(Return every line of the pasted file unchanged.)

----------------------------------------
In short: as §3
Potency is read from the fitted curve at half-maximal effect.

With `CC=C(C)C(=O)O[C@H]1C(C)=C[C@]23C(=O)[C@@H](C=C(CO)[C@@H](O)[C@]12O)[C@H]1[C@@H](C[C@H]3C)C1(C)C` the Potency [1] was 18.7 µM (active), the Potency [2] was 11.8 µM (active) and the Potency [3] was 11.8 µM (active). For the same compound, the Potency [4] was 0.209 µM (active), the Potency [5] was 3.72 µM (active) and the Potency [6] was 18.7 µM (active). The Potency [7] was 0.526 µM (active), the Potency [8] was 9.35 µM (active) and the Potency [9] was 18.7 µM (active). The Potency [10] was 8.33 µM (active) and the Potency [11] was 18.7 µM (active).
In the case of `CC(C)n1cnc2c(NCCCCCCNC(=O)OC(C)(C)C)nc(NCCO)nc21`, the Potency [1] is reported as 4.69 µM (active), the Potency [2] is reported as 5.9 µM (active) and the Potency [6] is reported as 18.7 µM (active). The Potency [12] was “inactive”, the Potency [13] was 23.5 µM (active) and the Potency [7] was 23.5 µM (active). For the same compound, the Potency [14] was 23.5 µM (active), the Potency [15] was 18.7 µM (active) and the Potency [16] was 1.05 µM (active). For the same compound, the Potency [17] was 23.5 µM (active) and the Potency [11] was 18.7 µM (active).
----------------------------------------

In short: as §3
Potency is read from the fitted curve at half-maximal effect.

With `CC=C(C)C(=O)O[C@H]1C(C)=C[C@]23C(=O)[C@@H](C=C(CO)[C@@H](O)[C@]12O)[C@H]1[C@@H](C[C@H]3C)C1(C)C` the Potency [1] was 18.7 µM (active), the Potency [2] was 11.8 µM (active) and the Potency [3] was 11.8 µM (active). For the same compound, the Potency [4] was 0.209 µM (active), the Potency [5] was 3.72 µM (active) and the Potency [6] was 18.7 µM (active). The Potency [7] was 0.526 µM (active), the Potency [8] was 9.35 µM (active) and the Potency [9] was 18.7 µM (active). The Potency [10] was 8.33 µM (active) and the Potency [11] was 18.7 µM (active).
In the case of `CC(C)n1cnc2c(NCCCCCCNC(=O)OC(C)(C)C)nc(NCCO)nc21`, the Potency [1] is reported as 4.69 µM (active), the Potency [2] is reported as 5.9 µM (active) and the Potency [6] is reported as 18.7 µM (active). The Potency [12] was “inactive”, the Potency [13] was 23.5 µM (active) and the Potency [7] was 23.5 µM (active). For the same compound, the Potency [14] was 23.5 µM (active), the Potency [15] was 18.7 µM (active) and the Potency [16] was 1.05 µM (active). For the same compound, the Potency [17] was 23.5 µM (active) and the Potency [11] was 18.7 µM (active).